Sunday, 24 March 2013

Assignment 4 and Thoughts About 'Doing It"

Reading Chapt. 7 of Knight "Doing It" regarding the practical implications of acting out your research design and its various stages in the real world was almost reassuring in its claim that problems and issues will definitely come up. Throughout this course I have struggled with understanding various concepts and translating what we have been learning into assignments and making it make sense for me. In my experience part of completing any project involves problem solving, and it was an important reminder to anticipate issues and have back-up plans in place so when you are in the field you are not disabled by issues that come up.
The last section "Disclosure and Harm" (p.169-172) brought up the issue of dealing with strong emotional reactions from participants, being emotionally impacted as the researcher, and how to handle these consequences during the process (p.171-172). This made me think of an anticipated problem I for see in terms of writing Assignment 4 due to my close emotional involvement with my field of research. I am emotionally invested in the issue and this social problem because of the impact it is having on the life of someone I love. I understand that this may create biases I may project on to the research if it is carried out. As I was writing Assignment 3 I became aware of the potential problem this could cause and I had to remind myself to not take sides or push for a certain outcome based on my experiences, but be open to unexpected results and be mindful of including every possibility so as not to narrow the point of view and not miss/ignore/exclude important information I may find surprising.
Initially I thought due to my personal connection it will be easier for me to invest in this assignment. But the more I am learning about the role of the researcher and the importance of being aware of your personal biases and how they may affect your work, I am learning that it could make my job as a researcher more difficult and may act as a burden. Perhaps I should have chosen something I was not as invested in emotionally (note to self for next time).
What I realized from Chapt. 7 is the importance of separating myself and my personal connection to my research question from my role as researcher while working on this assignment so as to not undermine the quality and inclusiveness of my approach and the potential data analysis and conclusions.

Knight, P.T. (2002). Small-Scale Research. Thousand Oaks, CA: Sage Publications.


  1. I agree with Shadi about the difficulty of maintaining emotional boundaries between oneself and the research participant(s). Qualitative research, particularly interviews, often requires the researcher to develop relationships with participants that attempt to overcome emotional boundaries. For example, in chapter 7, Knight suggests a strategy for getting interviewees to open up that involves offering up one’s own similar personal experiences (2002, p.170). Potentially, this could be a very revealing and emotional experience. As Shadi points out, the emotional element of research has the possibility of affecting the trajectory of one’s findings.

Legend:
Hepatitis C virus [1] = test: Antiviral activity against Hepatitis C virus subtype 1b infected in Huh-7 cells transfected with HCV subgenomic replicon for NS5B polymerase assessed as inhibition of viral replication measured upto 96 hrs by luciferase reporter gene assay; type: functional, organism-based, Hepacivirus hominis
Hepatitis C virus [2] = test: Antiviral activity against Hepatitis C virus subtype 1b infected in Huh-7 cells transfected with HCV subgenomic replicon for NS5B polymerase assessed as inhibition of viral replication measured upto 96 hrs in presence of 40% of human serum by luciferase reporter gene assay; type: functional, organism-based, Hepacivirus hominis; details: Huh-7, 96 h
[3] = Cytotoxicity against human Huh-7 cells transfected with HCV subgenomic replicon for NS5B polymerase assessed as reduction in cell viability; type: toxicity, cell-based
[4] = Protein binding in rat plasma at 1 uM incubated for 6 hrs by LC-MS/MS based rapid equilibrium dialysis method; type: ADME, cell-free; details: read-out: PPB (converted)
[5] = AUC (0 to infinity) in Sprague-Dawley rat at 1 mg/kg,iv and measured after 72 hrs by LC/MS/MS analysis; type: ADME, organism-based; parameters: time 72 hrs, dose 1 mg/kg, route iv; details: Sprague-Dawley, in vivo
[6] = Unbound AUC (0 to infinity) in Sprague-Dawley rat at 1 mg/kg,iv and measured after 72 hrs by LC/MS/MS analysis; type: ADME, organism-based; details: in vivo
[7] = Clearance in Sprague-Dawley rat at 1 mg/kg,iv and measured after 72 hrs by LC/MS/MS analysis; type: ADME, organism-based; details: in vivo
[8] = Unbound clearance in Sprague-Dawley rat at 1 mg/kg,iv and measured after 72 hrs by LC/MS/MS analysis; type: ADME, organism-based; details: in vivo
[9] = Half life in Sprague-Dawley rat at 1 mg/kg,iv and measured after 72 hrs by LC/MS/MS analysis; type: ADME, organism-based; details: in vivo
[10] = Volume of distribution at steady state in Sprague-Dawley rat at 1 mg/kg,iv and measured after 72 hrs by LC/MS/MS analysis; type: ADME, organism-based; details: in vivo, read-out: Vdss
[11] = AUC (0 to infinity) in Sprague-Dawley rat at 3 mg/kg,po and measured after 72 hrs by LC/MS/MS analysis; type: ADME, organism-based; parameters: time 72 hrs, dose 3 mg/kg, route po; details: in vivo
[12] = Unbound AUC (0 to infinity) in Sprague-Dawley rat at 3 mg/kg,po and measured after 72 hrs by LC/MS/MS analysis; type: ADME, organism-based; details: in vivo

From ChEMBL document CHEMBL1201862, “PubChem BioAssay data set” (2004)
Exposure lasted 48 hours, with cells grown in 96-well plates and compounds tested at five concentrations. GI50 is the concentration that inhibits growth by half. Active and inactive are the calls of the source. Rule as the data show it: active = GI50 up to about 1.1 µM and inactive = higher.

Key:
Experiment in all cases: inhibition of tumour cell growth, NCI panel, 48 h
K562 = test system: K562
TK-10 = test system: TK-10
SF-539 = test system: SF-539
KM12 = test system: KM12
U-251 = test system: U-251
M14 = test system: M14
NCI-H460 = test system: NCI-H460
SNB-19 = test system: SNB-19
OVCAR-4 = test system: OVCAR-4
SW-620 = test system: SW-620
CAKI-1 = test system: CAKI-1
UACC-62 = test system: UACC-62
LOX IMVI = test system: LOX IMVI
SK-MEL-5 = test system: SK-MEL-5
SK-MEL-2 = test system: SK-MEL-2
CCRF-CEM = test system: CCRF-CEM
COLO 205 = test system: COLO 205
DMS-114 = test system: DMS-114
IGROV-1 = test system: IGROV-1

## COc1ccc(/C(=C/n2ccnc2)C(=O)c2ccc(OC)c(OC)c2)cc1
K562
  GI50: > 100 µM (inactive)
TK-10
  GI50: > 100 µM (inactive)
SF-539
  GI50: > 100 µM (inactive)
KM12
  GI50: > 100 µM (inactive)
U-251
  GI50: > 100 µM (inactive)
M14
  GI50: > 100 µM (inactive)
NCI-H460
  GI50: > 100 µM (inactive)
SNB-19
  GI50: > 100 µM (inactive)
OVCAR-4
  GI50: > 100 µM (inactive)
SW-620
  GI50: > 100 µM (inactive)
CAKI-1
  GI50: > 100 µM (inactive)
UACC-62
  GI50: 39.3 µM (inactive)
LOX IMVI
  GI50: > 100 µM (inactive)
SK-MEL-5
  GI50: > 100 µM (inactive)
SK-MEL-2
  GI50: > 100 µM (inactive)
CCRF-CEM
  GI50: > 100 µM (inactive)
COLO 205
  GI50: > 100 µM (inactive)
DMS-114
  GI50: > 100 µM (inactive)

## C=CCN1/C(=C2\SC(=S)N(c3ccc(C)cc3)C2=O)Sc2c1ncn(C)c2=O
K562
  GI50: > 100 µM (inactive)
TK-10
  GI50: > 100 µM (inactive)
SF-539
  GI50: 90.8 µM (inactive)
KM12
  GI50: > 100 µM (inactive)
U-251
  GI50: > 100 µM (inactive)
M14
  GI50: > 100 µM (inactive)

Revealing information about the researcher also has some ethical implications that generally are not at the forefront of research ethics discussions. Parry & Mauthner (2004) explain that policies on research ethics are generally preoccupied with the rights of human participants and fail to acknowledge the rights of researchers themselves when it comes to issues like confidentiality (p.145). For example, the School of Graduate Studies’ Student Guide on Ethical Conduct in Research Involving Human Subjects (2011) focusses mainly on protecting participants’ rights when it comes to privacy and confidentiality. Say for example, you were required to deposit your research data including interview transcripts in a public repository as a condition of your research funding. While it might be possible to de-identify your interviewee’s data it is fairly difficult to de-identify what you as the researcher revealed about yourself in the interview.

    Knight, P.T. (2002). Small-Scale Research. Thousand Oaks, CA: Sage Publications.

    Parry, O., & Mauthner, N. S. (2004). Whose data are they anyway?: Practical, legal and ethical issues in archiving qualitative research data. Sociology, 38(1), 139-152.

    School of Graduate Studies, University of Toronto. (2011). Student Guide on Ethical Conduct in Research Involving Human Subjects. Retrieved from:

  2. Nicholas, excellent point. I hadn't thought at all about the need to protect the researcher's privacy. Something more for me to chew on vis-a-vis research ethics.

    Shadi, I think bias is inevitable for all of us, to some extent. I think the key is to try and be as transparent as possible and put those biases out there front and centre. Of course, this only helps with regards to biases that you can identify yourself. I guess the discovery of hidden biases is what peer review's for.